• Mindfulness: Focus (or be aware) of the present experience without judgment/commentary. Are you engaged in the ongoing commentaries in the back of your head? We have many sensory channels coming in at once and we have to select which one to pay attention. Multitasking is the opposite of mindfulness and can sometimes lead to stress. You many have two hands and would like to have many but you have only one brain. When performing many chores the bottleneck is not in the hands but in your mental ability to handle them.  You have to practice mindfulness in order to obtain its benefits. You may know about gyms but it takes practice to build muscle. As an example of mindfulness you may choose to pay attention to your breathing and as your mind wonders bring it back, pay attention to the task. You may choose to be aware of anything, not only breathing, e.g., the pressure of the cushion against you, the seat you are sitting in, the sound of the air conditioner. Just remember that if you are eating you should be eating, if you are walking you should be walking, not doing multiple things at once. This is a way of avoiding whipping yourself into a frenzy.
  • Know the difference between Purpose (with a capital P) vs. purpose (with small caps). Do you feel like you are achieving something or is it being appreciated? This type of activity reflects Purpose. Try always to reflect on things that make you feel good, e.g., it was good that you took your son to his softball game. This reflection means that you are a good parent and that the same traits will be passed on to the next generation. Building resilience in this respect is about having passion, productivity, priorities, and perspective. If you spend 20% of the time doing things that you really like, it will be protective of stress. Consciously we are not wired to be happy, our ancestor who were satisfied with the status quo found the attitude adaptive when our main goal in life was just to survive.  Nowadays that we have a surplus, we need to do more with our brains. Invest in continuous education and improvement.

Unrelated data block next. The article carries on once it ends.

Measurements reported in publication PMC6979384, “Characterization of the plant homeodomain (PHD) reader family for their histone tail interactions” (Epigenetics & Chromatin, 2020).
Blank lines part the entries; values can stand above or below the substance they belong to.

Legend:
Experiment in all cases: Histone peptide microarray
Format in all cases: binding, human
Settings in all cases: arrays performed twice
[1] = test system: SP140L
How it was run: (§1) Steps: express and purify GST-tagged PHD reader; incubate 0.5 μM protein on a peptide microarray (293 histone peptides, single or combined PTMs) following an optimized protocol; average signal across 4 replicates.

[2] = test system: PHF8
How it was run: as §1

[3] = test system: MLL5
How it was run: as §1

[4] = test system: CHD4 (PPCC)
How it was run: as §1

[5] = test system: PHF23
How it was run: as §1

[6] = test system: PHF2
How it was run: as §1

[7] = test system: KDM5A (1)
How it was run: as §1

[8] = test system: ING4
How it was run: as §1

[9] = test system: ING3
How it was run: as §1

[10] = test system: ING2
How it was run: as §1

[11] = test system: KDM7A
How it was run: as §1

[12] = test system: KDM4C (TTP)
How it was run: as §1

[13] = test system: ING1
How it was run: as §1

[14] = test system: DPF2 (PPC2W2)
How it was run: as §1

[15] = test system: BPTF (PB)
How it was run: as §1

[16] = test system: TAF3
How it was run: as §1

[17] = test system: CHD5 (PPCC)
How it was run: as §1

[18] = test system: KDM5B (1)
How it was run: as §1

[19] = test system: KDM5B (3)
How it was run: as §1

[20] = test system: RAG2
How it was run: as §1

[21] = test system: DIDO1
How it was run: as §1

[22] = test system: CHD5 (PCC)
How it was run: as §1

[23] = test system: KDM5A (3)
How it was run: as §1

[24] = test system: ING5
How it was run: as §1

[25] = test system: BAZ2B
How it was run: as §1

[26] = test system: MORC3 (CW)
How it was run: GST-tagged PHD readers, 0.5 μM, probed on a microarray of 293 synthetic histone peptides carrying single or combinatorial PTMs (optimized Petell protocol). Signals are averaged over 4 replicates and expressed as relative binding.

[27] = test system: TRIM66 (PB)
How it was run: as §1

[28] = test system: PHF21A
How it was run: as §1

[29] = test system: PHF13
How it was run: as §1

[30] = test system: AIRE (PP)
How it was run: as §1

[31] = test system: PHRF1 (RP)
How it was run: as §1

When practicing building your resilience acknowledge that there is a gap between knowing what to do and implementing practiced efforts. Schedule your implementations and review your progress. If possible, do the exercises with a partner who may also serve for accountability purposes.

References

Bayat M. Evidence of resilience in families of children with autism. J Intellect Disabil Res 51(pt 9):702-14, 2007.

Karst JS, Van Hecke AV. Parent and family impact of autism spectrum disorders: a review and proposed model for intervention evaluation. Clun Child Fam Psychol Rev 15(3):247-77, 2012.

Zwack J, Schweitzer J. If every fifth physician is affected by burnout, what about the other four? Resilience strategies of experienced physicians. Acad Med 88(3):382-9, 2013.

See previous blogs:

Cognitive Therapy and autism: http://bit.ly/2b4cdRo

Finding meaning in autism: http://bit.ly/2bhOdIn

Why do Bad Things Happen to Good People: http://bit.ly/1npDkZi